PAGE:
Hypersonic Technology Demonstrator Vehicle
Recently, the Defence Research and Development Organisation (DRDO) successfully flight tested the Hypersonic Technology Demonstrator Vehicle (HSTDV).
About: HSTDV is an unmanned scramjet demonstration aircraft that can travel at hypersonic speed.
It uses hypersonic air-breathing scramjet technology.
The vehicle travelled its desired flight path at a velocity of six times the speed of sound i.e. Mach 6.
Mach number: It describes an aircraft’s speed compared with the speed of sound in air, with Mach 1 equating to the speed of sound i.e. 343 metre per second.
Air Breathing Engine
Air-breathing engines use oxygen from the atmosphere in the combustion of fuel. They include the turbojet, turboprop, ramjet, and pulse-jet.
This system islighter, efficient and cost-effective than other systems in use.
Worldwide efforts are on to develop the technology forair breathing engines for satellite launch vehicles.
Presently, satellites are launched into orbit by multi-staged satellite launch vehicles that can be used only once (expendable). These launch vehicles carry oxidiser along with the fuel for combustion to produce thrust.
A propulsion system which can utilise the atmospheric oxygen during their flight will considerably reduce the total propellant required to place a satellite in orbit.
If those vehicles are made reusable, the cost of launching satellites will further come down significantly.
Types of Air Breathing engines
Ramjet: A ramjet is a form of air-breathing jet engine that uses the vehicle’s forward motion to compress incoming air for combustion without a rotating compressor.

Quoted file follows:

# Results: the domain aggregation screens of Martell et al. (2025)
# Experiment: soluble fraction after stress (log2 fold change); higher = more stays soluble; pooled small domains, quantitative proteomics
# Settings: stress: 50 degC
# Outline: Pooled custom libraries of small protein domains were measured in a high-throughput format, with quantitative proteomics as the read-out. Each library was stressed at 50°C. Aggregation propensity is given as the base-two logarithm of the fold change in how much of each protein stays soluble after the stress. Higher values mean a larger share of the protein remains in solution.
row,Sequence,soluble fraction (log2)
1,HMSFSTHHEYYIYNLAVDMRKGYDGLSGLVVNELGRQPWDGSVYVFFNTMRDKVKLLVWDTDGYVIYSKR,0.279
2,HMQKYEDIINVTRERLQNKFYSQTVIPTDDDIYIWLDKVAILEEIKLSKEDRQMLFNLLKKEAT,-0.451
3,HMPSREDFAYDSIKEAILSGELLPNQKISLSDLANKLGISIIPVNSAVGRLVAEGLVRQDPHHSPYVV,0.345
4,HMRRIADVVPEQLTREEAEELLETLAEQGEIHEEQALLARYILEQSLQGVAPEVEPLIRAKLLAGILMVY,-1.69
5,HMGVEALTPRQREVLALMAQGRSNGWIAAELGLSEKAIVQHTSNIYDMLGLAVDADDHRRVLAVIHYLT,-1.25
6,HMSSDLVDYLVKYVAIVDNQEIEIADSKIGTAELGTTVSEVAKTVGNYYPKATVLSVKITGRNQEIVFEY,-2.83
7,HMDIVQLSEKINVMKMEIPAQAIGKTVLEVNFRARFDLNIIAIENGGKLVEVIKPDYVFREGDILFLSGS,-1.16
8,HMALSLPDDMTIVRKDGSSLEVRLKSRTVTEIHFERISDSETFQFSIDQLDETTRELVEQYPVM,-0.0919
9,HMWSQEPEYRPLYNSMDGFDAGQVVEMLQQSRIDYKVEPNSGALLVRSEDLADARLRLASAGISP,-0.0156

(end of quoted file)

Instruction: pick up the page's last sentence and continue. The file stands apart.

Ramjets work most efficiently at supersonic speeds but they are not efficient at hypersonic speeds.
Scramjet: A scramjet engine is an improvement over the ramjet engine as it efficiently operates at hypersonic speeds and allows supersonic combustion.
Dual Mode Ramjet (DMRJ) : A dual mode ramjet (DMRJ) is a type of jet engine where aramjet transforms into a scramjet over Mach 4-8 range, which means it can efficiently operate both in subsonic and supersonic combustion modes.
|Speed Range||Mach Number||Velocity in m/s|
|Subsonic||< 0.8||< 274|
Conducted at: The test was conducted from Dr APJ Abdul Kalam Launch Complex at APJ Abdul Kalam island off the coast of Odisha.
Implications: India became the fourth country to have demonstrated this technology after the USA, Russia and China.
China successfully tested its first waverider hypersonic flight vehicle in 2018.
The indigenous development of the technology will boostthe development of the systems built with hypersonic vehicles at its core.
It can be developed as a carrier vehicle for long range cruise missiles in the defence sector. This includes both offensive and defensive hypersonic cruise missile systems,
Due to its high speed, most RADARs will be unable to detect it. It will also be able to penetrate most missile defence systems.
This technology will be helpful in the space sector in development of low-cost, high efficiency reusable satellites.
Disadvantages: Very high cost.
Background: The DRDO started on the development of the HSTDV engine in early 2010s.
The Indian Space Research Organisation (ISRO) has also worked on the development of the technology and successfully tested a system in 2016.
DRDOconducted a test of this system in June 2019 also.